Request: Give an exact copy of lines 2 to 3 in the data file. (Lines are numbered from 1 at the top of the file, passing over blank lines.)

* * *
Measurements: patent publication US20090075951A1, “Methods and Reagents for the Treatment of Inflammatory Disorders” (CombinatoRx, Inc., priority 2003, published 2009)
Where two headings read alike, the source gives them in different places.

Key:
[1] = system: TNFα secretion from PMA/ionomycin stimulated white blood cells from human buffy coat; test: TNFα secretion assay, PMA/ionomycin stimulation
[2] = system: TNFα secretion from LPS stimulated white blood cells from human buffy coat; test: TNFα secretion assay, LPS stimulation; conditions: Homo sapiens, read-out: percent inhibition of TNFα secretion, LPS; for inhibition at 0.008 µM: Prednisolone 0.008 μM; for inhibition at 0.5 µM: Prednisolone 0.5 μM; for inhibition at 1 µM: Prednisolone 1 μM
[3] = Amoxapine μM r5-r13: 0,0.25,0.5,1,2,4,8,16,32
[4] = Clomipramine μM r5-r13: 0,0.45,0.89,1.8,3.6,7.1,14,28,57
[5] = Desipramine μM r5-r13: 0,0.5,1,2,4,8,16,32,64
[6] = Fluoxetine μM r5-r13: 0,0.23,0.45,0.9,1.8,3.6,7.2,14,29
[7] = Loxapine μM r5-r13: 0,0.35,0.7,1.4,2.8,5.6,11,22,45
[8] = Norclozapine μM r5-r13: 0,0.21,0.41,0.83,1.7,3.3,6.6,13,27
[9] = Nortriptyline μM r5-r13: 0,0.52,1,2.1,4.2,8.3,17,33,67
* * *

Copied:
Where two headings read alike, the source gives them in different places.

Key: